This is a very dark novel but it is quite aware of its own darkness. It is also quite aware of what books like this normally do and it is determined not to play by the rules. It is not a historical novel that wants to play in a new time period, instead it is a highly modern novel using a removed era to tell us an awful lot about ourselves in the present. If you are ready to let it sweep you away (and I was incredibly swept, I read it in two sittings) you will be unable to hide your eyes from its horrors and truths.

    Palmer's previous novel VERSION CONTROL was my favorite novel of 2016 and I was very excited for this book. But I approached it with some hesitation. I can be quite picky about both science-fiction and historical fiction, but it's as clear as ever that Palmer can write in any genre he chooses and I will read it. His grasp of human complexity and ability to write in a voice that speaks to me immediately have now made him one of my I Will Read Everything They Write authors. I'm thrilled to add him to that pantheon and I hope that this book opens up all kinds of new readers to just what he's capable of.

  • Dianah

    Dexter Palmer digs up an old gem of a story from 1700s England and puts his particular touch to this tale based on the real life account of Mary Toft, a wife and field laborer who appeared to give birth to several dead rabbits. Doctors of the era were at first horrified and confused, then wondered if they were witness to a miracle, then later, despite actually delivering rabbit parts from Toft, were doubtful and suspicious. They called in more doctors and Lords and Dukes and the King was even

    Dexter Palmer digs up an old gem of a story from 1700s England and puts his particular touch to this tale based on the real life account of Mary Toft, a wife and field laborer who appeared to give birth to several dead rabbits. Doctors of the era were at first horrified and confused, then wondered if they were witness to a miracle, then later, despite actually delivering rabbit parts from Toft, were doubtful and suspicious. They called in more doctors and Lords and Dukes and the King was even involved. Palmer fleshes out this story with characters that are caught in something much larger than themselves -- a real moral dilemma facing these early physicians. When it appears that careers may be destroyed and lives imploded, they are frantic to find out the truth. Palmer flexes some serious historical fiction writing chops here; exploring themes of unexplained phenomena, the pressures of public opinion, the split and intermingling of religion and science, the egregious appetite for the public display of deformity and misery, the ever present affects of class and income inequality, and the biggest question out there -- what is human? Do not miss this fascinating story.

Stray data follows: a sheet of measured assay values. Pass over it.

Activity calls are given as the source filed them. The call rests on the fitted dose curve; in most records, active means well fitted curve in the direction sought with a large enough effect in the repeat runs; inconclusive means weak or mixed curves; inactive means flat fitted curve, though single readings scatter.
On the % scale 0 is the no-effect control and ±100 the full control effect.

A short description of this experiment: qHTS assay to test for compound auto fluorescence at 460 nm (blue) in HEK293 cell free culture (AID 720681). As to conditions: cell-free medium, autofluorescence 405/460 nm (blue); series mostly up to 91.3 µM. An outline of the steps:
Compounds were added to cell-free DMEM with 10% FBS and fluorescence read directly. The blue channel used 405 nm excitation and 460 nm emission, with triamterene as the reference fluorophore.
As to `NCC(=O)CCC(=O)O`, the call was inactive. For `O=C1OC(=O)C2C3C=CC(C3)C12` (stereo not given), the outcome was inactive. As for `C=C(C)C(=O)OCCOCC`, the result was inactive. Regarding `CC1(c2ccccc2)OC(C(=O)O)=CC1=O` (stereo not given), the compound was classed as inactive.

• Callum McLaughlin

    RTC

  • Sanjida

    Dexter Palmer is brilliant, and a must read for me. This book just makes my heart feel good. It's a philosophical meditation on epistemology set in a carefully rendered 18th century England. It's not a fantasy, but it is about fake news.